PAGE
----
If an inanimate object brought one out of a slump, considering one’s love for said object did not become obsessive, it would be a good thing, right

I’ve always been a gearhead, a real car enthusiast. At the age of seven, I was one of those kids that attached baseball cards to the spokes of his bicycle, trying to replicate the sound of a motorized vehicle. By the age of twelve, I had a closet full of automobile magazines and a drawer full of accessories to use on my first car, which turned out to be a 1950 model Plymouth. I was fond of the Plymouth of course. However, I continued to save any money I could get from odd jobs until I had enough to get the car I’d had my eye on for some time: A 1957 Chevy. I quickly became the terror of Sand Springs, my hometown, the 283 C.I. power plant of the Chevy igniting my already fervent passion for the hobby, driving that is.

Looking back, my continuing quest for automotive power took a somewhat lengthy hiatus with the purchase and subsequent sale of a 1964 GTO. There were a lot of cars in between. I won’t go into it any deeper than passing on that my wife once told me that I really should contact the Guinness Book of World Records to claim the automobile- ownership title. I seriously considered it. Back, however, to my hiatus. You see, a few months before the GTO I’d become a husband and not long after that a father as well, the sequence of events leading to several dynasties of puttering around in economical, more family oriented sedans. I now shudder at the thought, wondering how I ever made it through such a mired-in-molasses automotive existence.

A series of recent events led to a true renaissance of spirit. As it turned out, my automotive passion had not died but had lain dormant for years only to be reawakened by another set of initials: BMW. Call the series an initialism, an acronym, a Beemer, a Bimmer; break it out into Bavarian Motor Works, or Bayerische Motoren Werke, it matters not.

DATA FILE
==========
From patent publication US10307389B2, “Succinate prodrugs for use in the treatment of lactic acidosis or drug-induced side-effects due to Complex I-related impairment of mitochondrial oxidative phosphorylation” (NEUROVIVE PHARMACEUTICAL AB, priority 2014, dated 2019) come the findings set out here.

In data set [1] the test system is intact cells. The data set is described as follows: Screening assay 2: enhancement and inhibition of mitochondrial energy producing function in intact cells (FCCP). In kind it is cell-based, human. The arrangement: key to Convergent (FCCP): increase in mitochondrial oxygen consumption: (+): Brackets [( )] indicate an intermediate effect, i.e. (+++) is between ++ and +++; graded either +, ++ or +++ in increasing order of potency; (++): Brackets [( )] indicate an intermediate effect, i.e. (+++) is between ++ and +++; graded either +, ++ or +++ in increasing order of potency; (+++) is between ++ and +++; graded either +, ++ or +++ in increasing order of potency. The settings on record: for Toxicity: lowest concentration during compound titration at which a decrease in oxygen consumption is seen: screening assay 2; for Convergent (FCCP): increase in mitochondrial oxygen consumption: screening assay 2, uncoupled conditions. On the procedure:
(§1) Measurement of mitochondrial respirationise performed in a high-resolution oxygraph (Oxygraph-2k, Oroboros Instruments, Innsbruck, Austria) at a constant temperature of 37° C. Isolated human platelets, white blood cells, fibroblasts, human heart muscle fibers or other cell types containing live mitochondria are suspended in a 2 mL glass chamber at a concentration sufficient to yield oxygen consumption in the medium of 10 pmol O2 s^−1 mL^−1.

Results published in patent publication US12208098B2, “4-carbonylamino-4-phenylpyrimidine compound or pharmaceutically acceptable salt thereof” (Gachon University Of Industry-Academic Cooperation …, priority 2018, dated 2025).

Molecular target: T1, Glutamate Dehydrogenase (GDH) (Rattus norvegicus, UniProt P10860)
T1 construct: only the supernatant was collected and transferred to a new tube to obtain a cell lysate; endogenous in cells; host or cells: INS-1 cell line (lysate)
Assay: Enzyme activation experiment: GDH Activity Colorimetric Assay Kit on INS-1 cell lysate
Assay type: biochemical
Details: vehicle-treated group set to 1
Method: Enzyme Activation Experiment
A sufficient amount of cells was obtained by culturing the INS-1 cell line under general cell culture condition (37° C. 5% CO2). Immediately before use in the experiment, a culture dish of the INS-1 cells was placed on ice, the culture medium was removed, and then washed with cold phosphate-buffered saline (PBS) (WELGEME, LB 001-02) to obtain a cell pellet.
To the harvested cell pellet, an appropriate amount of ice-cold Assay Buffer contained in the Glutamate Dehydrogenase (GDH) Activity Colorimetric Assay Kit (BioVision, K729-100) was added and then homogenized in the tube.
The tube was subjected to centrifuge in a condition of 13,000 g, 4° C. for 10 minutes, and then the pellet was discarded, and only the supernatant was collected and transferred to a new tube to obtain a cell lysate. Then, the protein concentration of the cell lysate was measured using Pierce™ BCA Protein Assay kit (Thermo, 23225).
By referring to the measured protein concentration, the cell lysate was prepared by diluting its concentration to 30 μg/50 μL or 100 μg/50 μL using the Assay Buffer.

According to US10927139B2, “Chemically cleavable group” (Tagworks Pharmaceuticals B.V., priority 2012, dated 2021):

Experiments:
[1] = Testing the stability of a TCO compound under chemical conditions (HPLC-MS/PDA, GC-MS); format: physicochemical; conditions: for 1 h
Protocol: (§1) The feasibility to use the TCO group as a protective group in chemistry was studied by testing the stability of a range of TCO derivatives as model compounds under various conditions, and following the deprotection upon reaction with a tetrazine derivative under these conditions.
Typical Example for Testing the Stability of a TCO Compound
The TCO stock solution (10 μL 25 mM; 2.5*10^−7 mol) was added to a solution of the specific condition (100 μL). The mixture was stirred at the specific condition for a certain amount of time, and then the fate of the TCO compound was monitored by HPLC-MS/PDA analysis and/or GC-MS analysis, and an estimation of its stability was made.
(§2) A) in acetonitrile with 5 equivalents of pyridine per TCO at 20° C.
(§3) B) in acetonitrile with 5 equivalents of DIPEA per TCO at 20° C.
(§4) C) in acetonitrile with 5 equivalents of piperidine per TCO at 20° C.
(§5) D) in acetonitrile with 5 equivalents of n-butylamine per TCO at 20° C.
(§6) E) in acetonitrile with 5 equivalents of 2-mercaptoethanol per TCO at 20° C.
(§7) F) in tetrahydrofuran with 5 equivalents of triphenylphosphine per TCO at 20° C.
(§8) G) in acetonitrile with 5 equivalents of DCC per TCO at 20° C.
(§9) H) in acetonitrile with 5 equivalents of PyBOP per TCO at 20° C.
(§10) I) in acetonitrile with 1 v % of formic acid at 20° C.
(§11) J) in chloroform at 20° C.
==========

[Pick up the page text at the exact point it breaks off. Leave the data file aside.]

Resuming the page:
Those of you who follow me on Facebook know that I put 227,000 miles on my latest economic puttering mobile before deciding it was time for an update. I didn’t set out to get a BMW, though I did mention to my wife, Kathi, that it would be nice to acquire something a little sportier for a change. I toyed with the idea of a Corvette, and actually drove a Porsche Boxster and a few Mustangs before Kathi reminded me that, with our son, David, being with us, having a four-door was more practical. I truly thought my perusal into piston powered passion had been empirically quashed. Sadly I again began to search for something sensible. As fate would have it, I was checking the internet for possibilities of transportation when I ran across an ad for a BMW at a lot in Broken Arrow. It was just down the street. I informed Kathi that I’d found a possibility and asked if she’d like to join me for a test drive.

A few minutes later, we climbed into the BMW then pulled out of the lot and onto the street. It didn’t take long before I had to fight to keep a silly grin from spreading across my face. The car handled like a sports car, and purring beneath the hood of this conservative-looking ride was a true power-plant. I kept glancing at Kathi to see if she’d caught on yet. I felt like a kid holding a cookie jar effectively disguised as a can of vegetable cocktail. I leaned closer to tell her that I thought this might be a possibility, but it came out as, “I gotta have one of these.”

I didn’t buy the car we test drove. The interior was pretty trashed out. But it was enough to let me know what to set my sights on. A few weeks later, I found a fairly nice BMW in my price range located in Oklahoma City. Every time I fire this thing up and put it through its gears, I still can’t believe it. For all of you responsible conservatives out there, nurturing a latent need-for-speed, there’s no need to sell the farm and shoehorn yourself into a Ferrari. Not that there’s anything wrong with that. But don’t let the four doors fool you. This thing is the real deal.

Kathi has caught on by now and she is cautiously okay with it. She even commented that she likes my recent change in attitude. It seems I’m behaving a bit younger now.

Some might shake their head, thinking this is some kind of midlife thing, but those of you who know me well know that it isn’t. God does indeed work in mysterious ways, and I thank Him daily for instilling in me an insatiable curiosity, an adventurous spirit, and an unquenchable zeal for life.

In the immortal words of The Big Bopper, “Ah baby that’s a what I like.”